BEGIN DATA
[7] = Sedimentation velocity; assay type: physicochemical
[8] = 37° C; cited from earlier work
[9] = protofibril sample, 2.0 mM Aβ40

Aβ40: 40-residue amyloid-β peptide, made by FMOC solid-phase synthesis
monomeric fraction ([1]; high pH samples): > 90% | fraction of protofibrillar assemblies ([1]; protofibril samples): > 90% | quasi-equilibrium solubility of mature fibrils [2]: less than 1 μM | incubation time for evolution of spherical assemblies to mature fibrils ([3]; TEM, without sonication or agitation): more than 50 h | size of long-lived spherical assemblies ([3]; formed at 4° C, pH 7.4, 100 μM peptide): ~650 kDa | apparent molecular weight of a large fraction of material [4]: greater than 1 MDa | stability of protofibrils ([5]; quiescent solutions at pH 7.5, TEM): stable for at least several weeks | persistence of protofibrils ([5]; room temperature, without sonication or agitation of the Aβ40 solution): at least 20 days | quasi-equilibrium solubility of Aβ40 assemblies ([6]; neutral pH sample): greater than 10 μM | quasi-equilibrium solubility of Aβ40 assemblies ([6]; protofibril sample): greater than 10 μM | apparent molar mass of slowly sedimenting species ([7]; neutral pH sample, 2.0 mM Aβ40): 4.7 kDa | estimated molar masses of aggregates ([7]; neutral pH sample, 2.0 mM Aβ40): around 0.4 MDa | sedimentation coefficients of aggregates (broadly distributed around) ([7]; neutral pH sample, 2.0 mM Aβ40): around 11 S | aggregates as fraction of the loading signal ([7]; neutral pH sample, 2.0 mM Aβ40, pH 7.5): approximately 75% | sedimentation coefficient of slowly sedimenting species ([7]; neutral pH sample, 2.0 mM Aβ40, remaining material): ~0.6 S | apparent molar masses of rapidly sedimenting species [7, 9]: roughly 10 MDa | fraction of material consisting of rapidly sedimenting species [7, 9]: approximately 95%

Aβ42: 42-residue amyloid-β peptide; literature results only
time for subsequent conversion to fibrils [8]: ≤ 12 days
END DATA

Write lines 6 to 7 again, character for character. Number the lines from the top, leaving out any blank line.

Aβ42: 42-residue amyloid-β peptide; literature results only
time for subsequent conversion to fibrils [8]: ≤ 12 days